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- Scott Elmquist
- Gifters: Sarah Belle and Neil November.
Empire gets the sum. +5
The city's oldest active performing arts facility, the Empire Theater, gets a sweet 100th birthday gift when philanthropists Sara Belle and Neil November donate $2 million to owners Theatre IV/Barksdale to help with capital improvements and an endowment. The Empire building feigns nonchalance at the news conference announcing the gift, having gone Hollywood by impersonating Grover's Theater in Steven Spielberg's Lincoln movie.
We get occupied. +5
There are two types of political protests: Those that fail to capture the public's awareness and those that succeed. Count Occupy Richmond among the latter.
In October protestors barge en masse into Kanawha Plaza "in solidarity" with the Occupy Wall Street protests, which had gained national attention the month before. Protestors eat, sleep and do everything else while living in the downtown park. They hold rallies and teach-ins to help explain to a somewhat bewildered Richmond who they are and what they want.
It isn't an easy sell. They want, well, a lot of things, most of them related to the worsening gap between the rich and poor. And the water gets murkier when protestors begin a pissing match with City Hall about enforcement of city ordinances that bar camping in public parks. But there's a reason they and the rest of the occupiers protesting in cities across the country have taken over public spaces. It's to start a conversation.
The occupiers get 15 days of it before being kicked out during an early morning raid by police. Lucky for them they've gained a fan in the Richmond Free Press' publisher and editor, Ray Boone. At times a vociferous critic of Mayor Dwight Jones, Boone invites the protestors to camp out in his yard in November. On a drizzly night in November they take him up on the offer. Boone, it should be noted, is the mayor's next-door-neighbor. And the mayor is not pleased. (See: Mayor).
Boone's front yard empties out weeks later. A spokesman for the occupiers says the demonstration had "run its course." Question is, Has Occupy Richmond done the same? In the last days, there were between 10 to 20 occupiers living at the encampment full-time. There were at times more than 60 living at Kanawha Plaza.
The occupiers say they aren't going away. We await phase two, promised for January. Whatever the case, Richmond seems to be paying attention.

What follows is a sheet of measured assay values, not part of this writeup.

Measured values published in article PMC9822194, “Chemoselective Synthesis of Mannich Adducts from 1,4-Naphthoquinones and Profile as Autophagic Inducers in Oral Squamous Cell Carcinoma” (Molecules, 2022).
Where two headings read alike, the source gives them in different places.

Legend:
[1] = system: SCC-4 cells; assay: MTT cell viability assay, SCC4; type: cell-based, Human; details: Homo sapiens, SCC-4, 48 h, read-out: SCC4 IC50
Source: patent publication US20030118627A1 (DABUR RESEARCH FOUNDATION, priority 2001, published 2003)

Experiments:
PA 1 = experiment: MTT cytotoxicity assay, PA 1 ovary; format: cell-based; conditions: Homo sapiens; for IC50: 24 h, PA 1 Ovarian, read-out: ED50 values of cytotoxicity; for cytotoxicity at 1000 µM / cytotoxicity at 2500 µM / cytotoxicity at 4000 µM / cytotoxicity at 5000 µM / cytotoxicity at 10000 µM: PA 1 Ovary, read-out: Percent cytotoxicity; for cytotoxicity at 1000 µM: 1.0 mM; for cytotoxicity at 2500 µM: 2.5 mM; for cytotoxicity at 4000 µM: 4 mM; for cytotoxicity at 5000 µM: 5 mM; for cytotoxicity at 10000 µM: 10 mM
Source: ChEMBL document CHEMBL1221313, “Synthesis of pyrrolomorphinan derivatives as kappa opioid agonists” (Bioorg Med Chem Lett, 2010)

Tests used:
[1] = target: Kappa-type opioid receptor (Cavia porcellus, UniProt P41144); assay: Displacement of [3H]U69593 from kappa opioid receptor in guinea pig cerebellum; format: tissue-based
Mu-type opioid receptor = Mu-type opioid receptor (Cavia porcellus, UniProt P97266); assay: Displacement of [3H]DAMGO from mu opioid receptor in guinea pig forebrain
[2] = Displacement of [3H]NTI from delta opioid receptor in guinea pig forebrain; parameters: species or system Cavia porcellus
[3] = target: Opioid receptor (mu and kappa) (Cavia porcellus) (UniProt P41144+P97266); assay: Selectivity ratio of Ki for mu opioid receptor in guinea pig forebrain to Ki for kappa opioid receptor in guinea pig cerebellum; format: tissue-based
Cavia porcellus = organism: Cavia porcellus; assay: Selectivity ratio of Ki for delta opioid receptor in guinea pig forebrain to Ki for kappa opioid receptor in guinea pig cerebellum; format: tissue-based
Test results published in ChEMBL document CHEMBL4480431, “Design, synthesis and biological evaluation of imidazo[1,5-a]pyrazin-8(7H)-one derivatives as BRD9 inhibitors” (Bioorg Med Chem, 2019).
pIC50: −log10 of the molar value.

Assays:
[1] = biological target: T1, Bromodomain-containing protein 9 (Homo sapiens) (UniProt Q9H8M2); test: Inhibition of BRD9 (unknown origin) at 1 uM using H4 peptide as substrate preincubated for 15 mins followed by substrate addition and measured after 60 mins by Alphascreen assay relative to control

Gene Cox moves on. -4
Grumpily witty, observationally wry, seasoned — overseasoned, perhaps — NBC-12's Gene Cox retires after 33 years at the anchor desk, continuing with some special reports, books, tweeting, the occasional appearance. Who could possibly follow as the next Gene Cox? After plugging in various criteria and other local anchor attributes into sophisticated computer models, we just ended up with a number we couldn't understand, like pi. A few conclusions: Juan Conde gets points for some gray, but he's just too smooth. Ryan Nobles is more like Gene's sporty grandson. Greg McQuade's too smiley. Morgan Dean's too Morgany. Bill Fitzgerald who? If only Bill Bevins had time.
A district meant to help downtown arts groups splinters them instead. -8
It would appear to be as easy as placing a canvas on an easel: Designate an official arts district to help the galleries that make up the First Fridays Art Walk, spurring economic development downtown, an idea made possible by new General Assembly laws. Instead, the city's economic-development team comes up with a sprawling arts district proposal that seems to disregard input from the actual stakeholders — the arts groups — and is so large and open-ended (going w-a-a-a-y beyond Broad Street) that many of the desired benefits of a special district (better lighting, code easements, tax breaks) are rendered moot.
Nevertheless, some Broad Street gallery owners and cultural administrators jump at the city's plan, mainly because it does no harm (something you can't say about many of the city's downtown proposals or past arts patronage); one notable supporter praises it with faint damning, saying that "it's better than nothing." Meanwhile, Christina Newton — whose nonprofit, Curated Culture, oversees the Art Walk — supports a smaller, more dynamic plan concocted by Councilman Charles Samuels, who eventually withdraws his proposal in order to study the situation further.